can request Network Services (NS) from an NFVO with associated
   service level specifications (e.g., throughput and delay).  The NFVO,
   in turn, must select hosts and software resource allocations for the
   VNFs and build the necessary network overlay to meet the
   requirements.  Therefore, the NFVO must know VNF Profiles per target
   hosts to perform location and resource assignments.

   In a highly dynamic environment, where both the VNF instances (e.g.,
   revised VM image) and the NFVI resources (e.g., hw upgrades) are
   changing, the NFVO should be able to create VNF Profiles on-demand.

   We assume, that based on VNF Benchmarking Profile definitions NFVOs
   can run benchmarking evaluations to learn VNF Profiles per target
   hosts.

   In a virtualization environment, however, not only the SUT but all
   the other benchmarking agents may be software defined (physical or
   virtualized network functions).

   Figure 1 shows an example, where the NFVO can use PoPa and PoPb to
   set-up benchmarking functions to test VNFs hosted in PoP 1, 2, 3
   domains corresponding to VIM 1, 2 and 3.  The NFVO uses the VNF
   Benchmarking Profiles to deploy agents according to the SUT VNF.  The
   VNF Benchmarking Profile is defined by the VNF Developer.  The
   results of the VNF benchmarking is stored in a VNF Profile.

                                        ,----.
                                ,----. ( VNF2 )
     {VNF1: {10Mbps,200ms}{    ( VNF1 ) `----'
       {{2CPU,  8GB}@PoP1}      `----'
       {{8CPU, 16GB}@PoP2}      +---------+        +--------------+
       {{4CPU,  4GB}@PoP3}}}    |Customers|        |VNF Developers|
       {20Mbps,300ms}...}       +-----+---+        +------.-------+



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       {VNF2:{10Mbps,200ms}{          |                   |
        {{8CPU, 16GB}@PoP1}           |                   |
         ...}}                  +-----+-------+    ,------+--------.
         ,---------------.      |             |<->(VNF Benchmarking )
        (   VNF-Profiles  )<--->| NFVO / VNFM |    \   Profiles    /
         `---------------'      |             |     `-------------'
                                +-+----+----+-+
                    ____....----'/     |     \---..__
          ...----'''            V      V      V      ```--...__
     +----+-+            +------+ +------+ +------+         +-+----+
     | VIMa |            | VIM1 | | VIM2 | | VIM3 |         | VIMb |
     +-----++            +-+----+ +-+----+ +-+----+         +-----++
           |               |        |        |     NFVI           |
    +------+--+    *-------+--------+--------+--------*    +------+--+
    |PoPa     |    |       |        |        |        |    |PoPb     |
    |+------+ |SAP | +-----+-+  +---+---+  +-+-----+  | SAP| +------+|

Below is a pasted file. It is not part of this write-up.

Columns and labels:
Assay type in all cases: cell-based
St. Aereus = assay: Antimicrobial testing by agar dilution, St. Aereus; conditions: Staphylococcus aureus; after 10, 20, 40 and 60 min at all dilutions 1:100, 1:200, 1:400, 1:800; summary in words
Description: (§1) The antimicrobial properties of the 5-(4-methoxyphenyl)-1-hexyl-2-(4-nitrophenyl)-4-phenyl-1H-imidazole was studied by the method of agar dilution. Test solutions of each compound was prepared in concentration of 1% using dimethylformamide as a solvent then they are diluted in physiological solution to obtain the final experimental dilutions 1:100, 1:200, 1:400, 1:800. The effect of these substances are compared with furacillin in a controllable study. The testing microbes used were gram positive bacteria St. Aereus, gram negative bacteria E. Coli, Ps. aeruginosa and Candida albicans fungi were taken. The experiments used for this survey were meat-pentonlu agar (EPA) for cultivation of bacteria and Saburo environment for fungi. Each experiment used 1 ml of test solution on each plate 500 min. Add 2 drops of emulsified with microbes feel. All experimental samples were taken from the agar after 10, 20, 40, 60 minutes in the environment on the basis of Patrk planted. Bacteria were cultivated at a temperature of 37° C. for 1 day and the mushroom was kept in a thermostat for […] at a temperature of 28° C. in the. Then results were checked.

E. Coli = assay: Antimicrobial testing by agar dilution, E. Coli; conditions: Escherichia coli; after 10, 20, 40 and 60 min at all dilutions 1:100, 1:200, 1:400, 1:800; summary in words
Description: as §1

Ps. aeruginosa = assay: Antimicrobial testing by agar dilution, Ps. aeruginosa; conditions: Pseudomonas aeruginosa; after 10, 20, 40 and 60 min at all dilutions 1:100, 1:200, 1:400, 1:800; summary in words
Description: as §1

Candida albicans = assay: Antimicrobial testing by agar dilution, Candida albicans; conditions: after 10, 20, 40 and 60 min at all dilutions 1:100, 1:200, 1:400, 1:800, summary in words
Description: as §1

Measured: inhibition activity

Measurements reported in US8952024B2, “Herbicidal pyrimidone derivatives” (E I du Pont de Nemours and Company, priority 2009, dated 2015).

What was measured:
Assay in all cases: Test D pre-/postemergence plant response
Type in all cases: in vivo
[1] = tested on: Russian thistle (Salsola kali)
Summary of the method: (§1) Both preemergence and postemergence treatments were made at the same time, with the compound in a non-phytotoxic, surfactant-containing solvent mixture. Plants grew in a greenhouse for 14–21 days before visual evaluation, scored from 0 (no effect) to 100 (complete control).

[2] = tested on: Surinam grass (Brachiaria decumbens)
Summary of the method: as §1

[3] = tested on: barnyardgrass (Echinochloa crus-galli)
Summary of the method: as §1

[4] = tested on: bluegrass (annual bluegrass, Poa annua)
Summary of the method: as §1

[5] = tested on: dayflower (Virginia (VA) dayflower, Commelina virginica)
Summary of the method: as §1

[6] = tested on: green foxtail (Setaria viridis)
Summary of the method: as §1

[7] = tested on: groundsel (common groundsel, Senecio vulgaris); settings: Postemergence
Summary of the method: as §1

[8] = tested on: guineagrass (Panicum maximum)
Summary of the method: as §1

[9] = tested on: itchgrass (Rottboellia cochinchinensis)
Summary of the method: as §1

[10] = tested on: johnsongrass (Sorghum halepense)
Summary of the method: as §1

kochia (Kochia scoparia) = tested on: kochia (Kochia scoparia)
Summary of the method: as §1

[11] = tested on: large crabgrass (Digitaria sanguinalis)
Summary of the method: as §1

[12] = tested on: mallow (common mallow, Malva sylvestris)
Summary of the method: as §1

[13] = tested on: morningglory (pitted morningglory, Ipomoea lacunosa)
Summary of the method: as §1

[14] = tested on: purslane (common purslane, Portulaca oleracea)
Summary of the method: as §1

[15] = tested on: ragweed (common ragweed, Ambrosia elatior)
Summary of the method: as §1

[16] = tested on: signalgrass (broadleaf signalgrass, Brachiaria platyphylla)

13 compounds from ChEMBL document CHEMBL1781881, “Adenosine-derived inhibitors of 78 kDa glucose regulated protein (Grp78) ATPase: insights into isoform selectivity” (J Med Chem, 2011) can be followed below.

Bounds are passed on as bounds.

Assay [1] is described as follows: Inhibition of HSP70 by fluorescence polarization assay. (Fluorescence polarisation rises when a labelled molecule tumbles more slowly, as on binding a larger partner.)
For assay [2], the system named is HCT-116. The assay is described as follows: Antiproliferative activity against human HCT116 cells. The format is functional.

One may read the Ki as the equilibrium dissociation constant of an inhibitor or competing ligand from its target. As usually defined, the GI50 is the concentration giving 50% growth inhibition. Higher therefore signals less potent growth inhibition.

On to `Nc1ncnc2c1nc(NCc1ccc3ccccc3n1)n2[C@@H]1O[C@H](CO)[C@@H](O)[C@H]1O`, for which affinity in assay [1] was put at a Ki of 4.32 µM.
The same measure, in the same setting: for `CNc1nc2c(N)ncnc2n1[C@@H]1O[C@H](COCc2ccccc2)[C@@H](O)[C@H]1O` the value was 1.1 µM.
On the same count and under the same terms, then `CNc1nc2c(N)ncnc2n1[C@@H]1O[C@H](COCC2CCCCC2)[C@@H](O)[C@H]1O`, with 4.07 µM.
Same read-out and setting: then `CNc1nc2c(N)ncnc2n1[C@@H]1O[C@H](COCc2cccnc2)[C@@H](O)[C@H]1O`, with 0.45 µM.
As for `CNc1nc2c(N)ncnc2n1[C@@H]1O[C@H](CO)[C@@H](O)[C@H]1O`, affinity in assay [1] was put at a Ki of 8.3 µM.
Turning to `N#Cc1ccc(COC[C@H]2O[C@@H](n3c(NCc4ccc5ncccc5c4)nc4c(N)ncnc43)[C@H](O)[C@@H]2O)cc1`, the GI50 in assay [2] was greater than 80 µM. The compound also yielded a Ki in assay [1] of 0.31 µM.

||Agents|=|>O--+-| PoP 1 |--| PoP 2 |--| PoP 3 |--+--O>|=|Agents||
    |+------+ |    | +-------+  +-------+  +-------+  |    | +------+|
    |         |    |  PoP1       PoP2       PoP3      |    |         |
    |         |    |  Container  Enhanced   Baremetal |    |         |
    |         |    |  OS         Hypervisor           |    |         |
    +---------+    *----------------------------------*    +---------+

                      Figure 1: VNF Testing Scenario

5.  VNF Benchmarking Considerations

   VNF benchmarking considerations are defined in [Mor15].
   Additionally, VNF pre-deployment testing considerations are well
   explored in [ETS14c].

   This document list further considerations:

   Black-Box SUT with Black-Box Benchmarking Agents:  In virtualization
      environments neither the VNF instance nor the underlying
      virtualization environment nor the agents specifics may be known
      by the entity managing abstract resources.  This implies black box
      testing with black box functional components, which are configured
      by opaque configuration parameters defined by the VNF developers
      or alike for the benchmarking entity (e.g., NFVO).

6.  Methodology

   Following the ETSI's model ([ETS14c]), we distinguish three methods
   for VNF evaluation:

   Benchmarking:  Where resource {cpu, memory, storage} parameters are
      provided and the corresponding {latency, throughput} performance



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      parameters are obtained.  Note, such request might create multiple
      reports, for example, with minimal latency or maximum throughput
      results.

   Verification:  Both resources {cpu, memory, storage} and performance
      {latency, throughput} parameters are provided and agents verifies
      if the given association is correct or not.

   Dimensioning:  Where performance parameters {latency, throughput} are
      provided and the corresponding {cpu, memory, storage} resource
      parameters obtained.  Note, multiple deployment interactions may
      be required, or if possible, underlying allocated resources need
      to be dynamically altered.

   Note: Verification and Dimensioning can be reduced to Benchmarking.
   Therefore, we detail Benchmarking in what follows.

6.1.  Benchmarking

   All benchmarking methodologies described in this section consider the
   definition of VNF-BPs for each testing procedure.  Information about
   Benchmarking Methodology for Network Interconnect Devices, defined in
   [rfc2544], is considered in all subsections below.  Besides, the
   tests are defined based on notions introduced and discussed in the IP
   Performance Metrics (IPPM) Framework document [rfc2330].

6.1.1.  Throughput

   Objective:  Provide, for a particular set of resources allocated, the
      throughput among two or more VNF ports, expressed in VNF-BP.

   Prerequisite:  VNF (SUT) must be deployed and stable and its
      allocated resources collected.  VNF must be reachable by agents.